[Marxism] Breaking with sectarianism

Paul Flewers rfls12802 at blueyonder.co.uk
Mon May 25 05:14:24 MDT 2009


Re Lou P's comments and quotation re the Hasidim: 'The film has been
described as a "recruiting" tool for their movement since the Hasids come
across as a genuinely blissful group. They love their rabbis, they love
their children and nobody gets divorced. Just to provide some balance, the
film grapples with the problem of the subordination of women.'

Here in London there is an ultra-orthodox community -- or, to put it better,
communities, as they are in various rival groupings each with its own shul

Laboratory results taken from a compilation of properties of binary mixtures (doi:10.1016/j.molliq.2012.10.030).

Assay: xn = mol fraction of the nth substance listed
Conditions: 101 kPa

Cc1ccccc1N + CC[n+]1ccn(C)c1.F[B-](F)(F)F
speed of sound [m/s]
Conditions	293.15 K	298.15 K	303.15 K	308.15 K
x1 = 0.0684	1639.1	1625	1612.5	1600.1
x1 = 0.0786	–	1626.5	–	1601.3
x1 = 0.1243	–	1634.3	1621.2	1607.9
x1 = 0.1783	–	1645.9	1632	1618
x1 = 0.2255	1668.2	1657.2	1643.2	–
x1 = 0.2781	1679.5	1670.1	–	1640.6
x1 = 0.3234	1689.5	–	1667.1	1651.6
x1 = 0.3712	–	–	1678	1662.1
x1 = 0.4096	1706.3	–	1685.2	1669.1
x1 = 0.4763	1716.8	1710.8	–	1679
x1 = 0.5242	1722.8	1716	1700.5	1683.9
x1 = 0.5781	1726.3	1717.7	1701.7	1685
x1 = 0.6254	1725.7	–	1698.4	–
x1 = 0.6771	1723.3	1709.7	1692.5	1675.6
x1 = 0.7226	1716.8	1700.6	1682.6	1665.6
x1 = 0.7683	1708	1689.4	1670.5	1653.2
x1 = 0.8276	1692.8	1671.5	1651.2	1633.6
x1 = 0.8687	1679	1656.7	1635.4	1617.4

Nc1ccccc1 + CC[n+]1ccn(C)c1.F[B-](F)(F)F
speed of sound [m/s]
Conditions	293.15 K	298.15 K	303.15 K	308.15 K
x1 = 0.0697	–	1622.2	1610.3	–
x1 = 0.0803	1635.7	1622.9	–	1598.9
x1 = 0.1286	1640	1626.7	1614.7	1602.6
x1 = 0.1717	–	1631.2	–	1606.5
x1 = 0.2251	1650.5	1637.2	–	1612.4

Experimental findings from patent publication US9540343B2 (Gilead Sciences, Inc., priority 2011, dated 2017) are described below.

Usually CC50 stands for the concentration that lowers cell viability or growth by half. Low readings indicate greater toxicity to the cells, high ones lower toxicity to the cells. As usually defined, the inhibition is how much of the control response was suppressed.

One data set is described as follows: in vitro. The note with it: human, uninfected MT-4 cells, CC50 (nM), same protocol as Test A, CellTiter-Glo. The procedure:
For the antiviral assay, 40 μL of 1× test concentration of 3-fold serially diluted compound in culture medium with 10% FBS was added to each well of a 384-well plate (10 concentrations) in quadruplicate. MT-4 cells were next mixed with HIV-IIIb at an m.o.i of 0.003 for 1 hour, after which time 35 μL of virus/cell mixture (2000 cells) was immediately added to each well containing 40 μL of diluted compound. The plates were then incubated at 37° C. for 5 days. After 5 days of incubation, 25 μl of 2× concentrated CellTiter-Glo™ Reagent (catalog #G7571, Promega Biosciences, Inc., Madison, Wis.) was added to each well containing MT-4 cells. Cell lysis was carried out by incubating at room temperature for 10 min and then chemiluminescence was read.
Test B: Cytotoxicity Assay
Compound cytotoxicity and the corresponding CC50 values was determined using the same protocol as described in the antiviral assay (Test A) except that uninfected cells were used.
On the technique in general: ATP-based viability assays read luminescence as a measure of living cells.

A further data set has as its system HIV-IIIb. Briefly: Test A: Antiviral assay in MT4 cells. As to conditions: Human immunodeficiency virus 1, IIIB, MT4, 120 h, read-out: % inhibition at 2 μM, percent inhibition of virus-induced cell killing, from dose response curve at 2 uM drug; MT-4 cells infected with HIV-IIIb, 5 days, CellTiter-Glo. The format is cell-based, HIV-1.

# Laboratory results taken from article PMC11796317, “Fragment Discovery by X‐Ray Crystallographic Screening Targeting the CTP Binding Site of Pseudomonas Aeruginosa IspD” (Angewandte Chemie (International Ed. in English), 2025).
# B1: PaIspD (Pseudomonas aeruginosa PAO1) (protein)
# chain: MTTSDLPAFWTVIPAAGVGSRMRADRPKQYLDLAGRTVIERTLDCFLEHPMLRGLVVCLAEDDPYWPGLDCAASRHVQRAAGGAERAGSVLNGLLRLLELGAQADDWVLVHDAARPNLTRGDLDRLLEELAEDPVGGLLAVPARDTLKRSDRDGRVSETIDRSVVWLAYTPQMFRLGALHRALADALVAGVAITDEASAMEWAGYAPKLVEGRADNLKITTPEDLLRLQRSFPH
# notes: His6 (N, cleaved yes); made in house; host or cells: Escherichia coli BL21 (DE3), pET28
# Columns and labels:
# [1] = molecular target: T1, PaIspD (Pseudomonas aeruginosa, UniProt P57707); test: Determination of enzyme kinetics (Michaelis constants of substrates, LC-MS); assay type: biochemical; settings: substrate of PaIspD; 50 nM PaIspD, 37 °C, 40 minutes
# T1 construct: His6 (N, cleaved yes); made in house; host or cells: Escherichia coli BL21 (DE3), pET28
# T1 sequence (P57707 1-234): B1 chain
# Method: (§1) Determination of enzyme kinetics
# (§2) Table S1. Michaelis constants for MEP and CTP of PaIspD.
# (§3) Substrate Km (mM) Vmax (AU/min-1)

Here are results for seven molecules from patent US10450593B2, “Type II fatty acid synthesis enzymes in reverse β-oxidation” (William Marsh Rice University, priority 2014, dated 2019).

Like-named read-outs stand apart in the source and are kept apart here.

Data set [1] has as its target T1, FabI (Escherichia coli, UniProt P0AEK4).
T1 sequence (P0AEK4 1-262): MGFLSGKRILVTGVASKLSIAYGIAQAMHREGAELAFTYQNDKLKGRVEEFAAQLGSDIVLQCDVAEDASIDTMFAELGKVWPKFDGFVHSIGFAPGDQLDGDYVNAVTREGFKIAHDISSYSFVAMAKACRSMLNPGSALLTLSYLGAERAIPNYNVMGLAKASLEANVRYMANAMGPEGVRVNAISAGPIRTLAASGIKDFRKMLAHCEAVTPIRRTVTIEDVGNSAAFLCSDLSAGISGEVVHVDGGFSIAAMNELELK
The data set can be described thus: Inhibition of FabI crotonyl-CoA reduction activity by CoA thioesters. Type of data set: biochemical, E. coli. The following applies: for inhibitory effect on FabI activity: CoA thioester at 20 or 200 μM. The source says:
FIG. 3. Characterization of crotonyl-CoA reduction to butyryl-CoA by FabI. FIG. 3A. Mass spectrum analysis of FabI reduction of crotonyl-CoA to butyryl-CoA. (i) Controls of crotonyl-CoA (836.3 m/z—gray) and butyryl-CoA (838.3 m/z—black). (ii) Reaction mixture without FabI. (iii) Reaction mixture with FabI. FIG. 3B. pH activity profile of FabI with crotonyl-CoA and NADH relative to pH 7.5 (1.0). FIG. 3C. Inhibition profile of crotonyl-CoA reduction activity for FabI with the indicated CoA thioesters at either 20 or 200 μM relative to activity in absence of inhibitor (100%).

and associated institutions. They do tend to keep themselves isolated from
everyone else, including other Jews, and many of the men work in the
jewellery trade in Hatton Garden. 

There was a nasty episode a few years back when a Hasidic woman went
'outside the community' to complain to the local authorities about a case a
child abuse, and was rewarded for so doing by her 'community' by having her
house pelted with stones and brickbats. This got into the national press at
the time. The Jewish Socialist magazine, in its satirical column 'Don't Ask
the Rabbi', carried a naughty piece about how the stoning should be done:
that men could throw stones at the front of the house; women and children
could throw stones only at the side of the house, but if this happened, the
men must keep their gaze averted, which made throwing stones a little
difficult, and so on. 

Paul F








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